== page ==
I was born and raised in South Carolina.
Something you likely wouldn’t guess off of a first impression. I have a distinct lack of a twangy accent or a repertoire of colorful colloquialisms. I lean to the left whenever the ballots are doled out, and I don’t regularly attend a church of any denomination. By the standards of my native culture, I considered myself uncomfortably liberal growing up.
I started attending college in Oregon in 2013, living in the Pacific Northwest in the fall and spring and returning home for winter and summer. The experience of moving constantly between South Carolina and Oregon is a unique one. I come home to be asked about Oregon; the new “expert” by default on Pacific Northwest culture, better still because of my distinct, Southern perspective on it. Then I return to Oregon, where I’m taken as a speaker for the South; a like-minded peer who grew up in a liberal’s den of depravity.
I’ve always found it interesting, the kinds of questions people on either side ask. The “greener grass” proverb never quite seemed to apply, after all. Though people (for the most part) politely pay attention when I discuss the finer points of the other culture to them, they only truly tune in, engage, and ask questions whenever I mention the not-so-fine points. Over time, it’s developed within me a certain model for how I am supposed to talk about one place to the other.
When I come to Oregon, for example.
I’m supposed to talk about the issue of race in the South. How we’re a work in progress, still inching towards it, still trying to connect despite powerful opposition from within our own ranks. How there are areas of the South you shouldn’t go if you’re African-American, and areas you shouldn’t go if you’re Caucasian. I’m supposed to talk about that man who went into an African-American church in Charleston last year and opened fire.
I’m not supposed to talk about how South Carolina is ranked fifth in the nation for highest percent population of African-Americans. The fact that, at my high school, Caucasian was a firm minority, and I learned more about culture in those four years than in any diverse perspectives class I’ve ever taken. I’m not supposed to talk about Gullah or Cajun – the rich well of African and American culture that finds its roots in the South and continues on into today.
I’m supposed to talk about grudges in the South. How they tote around Confederate flags and antiques and slogans like the Confederacy might still spring free and flourish someday. How the people don’t seem to acknowledge that they’re clinging on to a time and culture that was proven (by definition, by war) to be wrong. How they just can’t get over the fact that they lost.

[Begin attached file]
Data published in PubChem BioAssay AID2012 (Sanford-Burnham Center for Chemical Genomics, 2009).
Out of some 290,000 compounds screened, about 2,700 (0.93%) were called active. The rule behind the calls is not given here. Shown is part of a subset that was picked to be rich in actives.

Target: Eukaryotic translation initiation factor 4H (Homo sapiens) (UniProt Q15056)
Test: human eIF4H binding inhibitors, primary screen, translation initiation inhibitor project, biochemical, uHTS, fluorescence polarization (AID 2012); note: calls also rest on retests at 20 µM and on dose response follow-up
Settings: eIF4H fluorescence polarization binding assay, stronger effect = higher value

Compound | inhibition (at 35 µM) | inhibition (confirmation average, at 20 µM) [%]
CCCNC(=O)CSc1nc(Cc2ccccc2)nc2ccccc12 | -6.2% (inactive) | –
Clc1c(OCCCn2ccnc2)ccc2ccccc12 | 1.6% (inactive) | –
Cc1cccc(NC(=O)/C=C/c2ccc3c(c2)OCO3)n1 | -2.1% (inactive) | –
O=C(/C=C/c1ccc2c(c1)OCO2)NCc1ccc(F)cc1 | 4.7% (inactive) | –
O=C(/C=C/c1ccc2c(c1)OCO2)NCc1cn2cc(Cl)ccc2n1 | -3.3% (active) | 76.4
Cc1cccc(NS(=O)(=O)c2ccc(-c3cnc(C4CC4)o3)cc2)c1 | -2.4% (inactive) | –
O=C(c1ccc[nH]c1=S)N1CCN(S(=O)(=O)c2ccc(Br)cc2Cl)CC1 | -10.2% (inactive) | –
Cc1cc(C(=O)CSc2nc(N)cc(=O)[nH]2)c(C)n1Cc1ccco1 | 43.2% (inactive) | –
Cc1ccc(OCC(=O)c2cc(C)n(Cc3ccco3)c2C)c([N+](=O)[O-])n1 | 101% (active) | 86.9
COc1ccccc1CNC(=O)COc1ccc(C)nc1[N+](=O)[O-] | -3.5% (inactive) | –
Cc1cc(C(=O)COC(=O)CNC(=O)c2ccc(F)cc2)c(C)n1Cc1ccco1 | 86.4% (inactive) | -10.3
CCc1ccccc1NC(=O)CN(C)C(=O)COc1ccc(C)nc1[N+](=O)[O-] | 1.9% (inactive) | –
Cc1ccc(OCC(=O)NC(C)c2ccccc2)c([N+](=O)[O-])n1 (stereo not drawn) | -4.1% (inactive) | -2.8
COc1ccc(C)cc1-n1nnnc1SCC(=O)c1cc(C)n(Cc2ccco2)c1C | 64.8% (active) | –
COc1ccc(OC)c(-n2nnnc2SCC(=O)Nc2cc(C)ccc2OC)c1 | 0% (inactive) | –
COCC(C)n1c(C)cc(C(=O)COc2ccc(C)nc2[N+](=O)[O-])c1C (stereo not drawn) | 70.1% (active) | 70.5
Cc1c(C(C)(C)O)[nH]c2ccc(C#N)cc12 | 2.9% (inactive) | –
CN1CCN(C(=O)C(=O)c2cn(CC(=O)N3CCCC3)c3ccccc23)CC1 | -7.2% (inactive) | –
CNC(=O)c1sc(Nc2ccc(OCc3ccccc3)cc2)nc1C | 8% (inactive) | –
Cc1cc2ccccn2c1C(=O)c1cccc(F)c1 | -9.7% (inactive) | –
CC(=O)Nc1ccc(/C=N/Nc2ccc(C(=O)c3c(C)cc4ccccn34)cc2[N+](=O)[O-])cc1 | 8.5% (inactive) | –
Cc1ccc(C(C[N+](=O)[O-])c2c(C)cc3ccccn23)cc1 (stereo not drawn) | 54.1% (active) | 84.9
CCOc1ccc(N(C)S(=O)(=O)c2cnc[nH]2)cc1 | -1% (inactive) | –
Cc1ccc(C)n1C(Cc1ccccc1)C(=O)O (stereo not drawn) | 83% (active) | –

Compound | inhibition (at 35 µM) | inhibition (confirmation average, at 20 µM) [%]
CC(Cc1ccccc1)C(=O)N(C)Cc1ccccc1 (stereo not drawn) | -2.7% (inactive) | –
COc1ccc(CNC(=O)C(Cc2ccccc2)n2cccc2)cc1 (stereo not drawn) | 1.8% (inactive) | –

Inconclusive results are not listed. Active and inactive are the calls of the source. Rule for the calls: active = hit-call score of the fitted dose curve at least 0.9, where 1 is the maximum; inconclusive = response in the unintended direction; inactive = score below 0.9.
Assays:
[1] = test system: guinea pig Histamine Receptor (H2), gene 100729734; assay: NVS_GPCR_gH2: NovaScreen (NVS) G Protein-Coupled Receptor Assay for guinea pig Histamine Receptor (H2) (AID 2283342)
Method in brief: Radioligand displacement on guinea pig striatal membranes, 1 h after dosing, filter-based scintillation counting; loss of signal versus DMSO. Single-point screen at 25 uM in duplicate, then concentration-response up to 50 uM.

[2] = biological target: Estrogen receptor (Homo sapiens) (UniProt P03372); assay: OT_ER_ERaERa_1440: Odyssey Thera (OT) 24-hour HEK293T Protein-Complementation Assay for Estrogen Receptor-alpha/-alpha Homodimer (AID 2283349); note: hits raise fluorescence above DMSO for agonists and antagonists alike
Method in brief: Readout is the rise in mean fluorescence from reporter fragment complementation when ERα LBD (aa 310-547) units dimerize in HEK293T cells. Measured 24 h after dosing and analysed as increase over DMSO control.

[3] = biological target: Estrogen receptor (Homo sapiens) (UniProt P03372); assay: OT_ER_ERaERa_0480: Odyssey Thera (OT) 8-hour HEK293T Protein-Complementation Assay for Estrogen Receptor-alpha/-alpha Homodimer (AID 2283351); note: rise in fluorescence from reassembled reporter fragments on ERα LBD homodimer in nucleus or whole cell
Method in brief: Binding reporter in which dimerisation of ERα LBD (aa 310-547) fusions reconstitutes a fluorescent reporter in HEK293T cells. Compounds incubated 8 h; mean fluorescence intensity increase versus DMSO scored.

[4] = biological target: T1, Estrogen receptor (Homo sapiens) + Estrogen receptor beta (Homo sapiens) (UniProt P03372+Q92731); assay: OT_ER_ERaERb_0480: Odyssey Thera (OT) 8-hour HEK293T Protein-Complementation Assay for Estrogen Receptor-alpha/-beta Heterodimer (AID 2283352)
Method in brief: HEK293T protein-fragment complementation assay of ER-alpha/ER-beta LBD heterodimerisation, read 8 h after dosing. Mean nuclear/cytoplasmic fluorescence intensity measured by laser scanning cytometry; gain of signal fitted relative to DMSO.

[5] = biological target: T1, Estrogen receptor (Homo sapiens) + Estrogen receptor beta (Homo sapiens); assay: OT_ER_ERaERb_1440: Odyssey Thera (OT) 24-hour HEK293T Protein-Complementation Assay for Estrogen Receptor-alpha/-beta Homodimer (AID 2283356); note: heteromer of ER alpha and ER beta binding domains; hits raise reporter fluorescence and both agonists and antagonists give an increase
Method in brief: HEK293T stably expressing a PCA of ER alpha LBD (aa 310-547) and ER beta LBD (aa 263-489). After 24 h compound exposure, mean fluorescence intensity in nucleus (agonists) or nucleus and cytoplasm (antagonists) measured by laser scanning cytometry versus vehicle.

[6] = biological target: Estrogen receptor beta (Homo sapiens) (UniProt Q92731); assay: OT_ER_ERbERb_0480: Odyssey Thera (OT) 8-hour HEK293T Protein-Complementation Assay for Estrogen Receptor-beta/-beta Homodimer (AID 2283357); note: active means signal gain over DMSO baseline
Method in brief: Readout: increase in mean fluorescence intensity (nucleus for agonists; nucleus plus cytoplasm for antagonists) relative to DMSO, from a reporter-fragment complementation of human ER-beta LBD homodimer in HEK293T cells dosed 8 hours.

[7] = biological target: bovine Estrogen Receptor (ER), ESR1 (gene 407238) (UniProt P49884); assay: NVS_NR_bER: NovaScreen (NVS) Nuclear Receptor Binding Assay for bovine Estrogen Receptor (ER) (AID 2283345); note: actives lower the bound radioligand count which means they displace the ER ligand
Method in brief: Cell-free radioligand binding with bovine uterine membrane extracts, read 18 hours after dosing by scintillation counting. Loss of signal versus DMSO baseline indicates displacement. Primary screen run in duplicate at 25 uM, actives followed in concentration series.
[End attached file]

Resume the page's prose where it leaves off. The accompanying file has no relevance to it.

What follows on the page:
I’m not supposed to talk about what it’s like to be the only group of Americans to have actually, definitively, and completely lost a war before. What it’s like to travel Sherman’s March in the South, touring the charred remains of old homes and knowing that people (Southerners, Americans, families, some not even involved in the war) used to live there. The experience of walking through the historical districts of old towns and choking on all the history. On the bitterness of seeing dead soldiers, burned homes, and defeat whenever you look to your past.
And then I come home, and I talk to the people in South Carolina.
I’m supposed to talk about how it’s gone too far over there – too extremely liberal. How there is a political movement going to defend women’s rights to not wear a shirt in public. How words like “organic” and “locally grown” are important labels to any foodstuffs sold in the markets. How they have multiple laws protecting their homeless in the cities, and so the streets are flooded with them.
I’m not supposed to talk about what it’s like to live in a society that’s supportive of everyone, not just our own. The strength of political activism in the Pacific Northwest, and how much more effectively it functions here. The fulfilment of living in a place that cares about what they put into their bodies and where their waste goes.
I’m supposed to talk about social and political hypocrisy in the Pacific Northwest. How religious freedom is a protected concept here, but how Christians are snubbed and socially scorned by others. How environmental protection efforts are very relevant, but how there is a persistent logging problem here. How they support their homeless with helpful laws and charities but then pay people to sweep homeless camps in effort to clean up the cities.
I’m not supposed to talk about how the Pacific Northwest isn’t a unified cultural group but a variety of different perspectives. That they are aware of their own political and social issues and are constantly working towards fixing them. That their culture allows for the aggrieved voices to speak up for themselves more freely, so they can be heard and helped.
Despite claims to the contrary on either end, I believe the South and the Pacific Northwest are two sides of the same coin. Stubborn, cooperative, looking out for our own people and struggling constantly with our own vices, within our own groups.
People want to hear that life on the other side is worse, especially when “opposite” cultures are involved. They want to believe they’ve made the right choice in living “here” instead of “there.” But I don’t think one place is particularly better off than the other. They are only different; new pros and cons, new vices and efforts to fix their societies as best as they can. There isn’t one place that should be avoided or written off because the people there are inherently bad, or because you don’t believe it will comparatively stand up to your own.
The world is wide, and varied, and full. Connected in ways not immediately obvious. And, whether you decide to trek the globe or plant your anchor in just one place, it’s not something you should let yourself forget.
By: Claire Pillsbury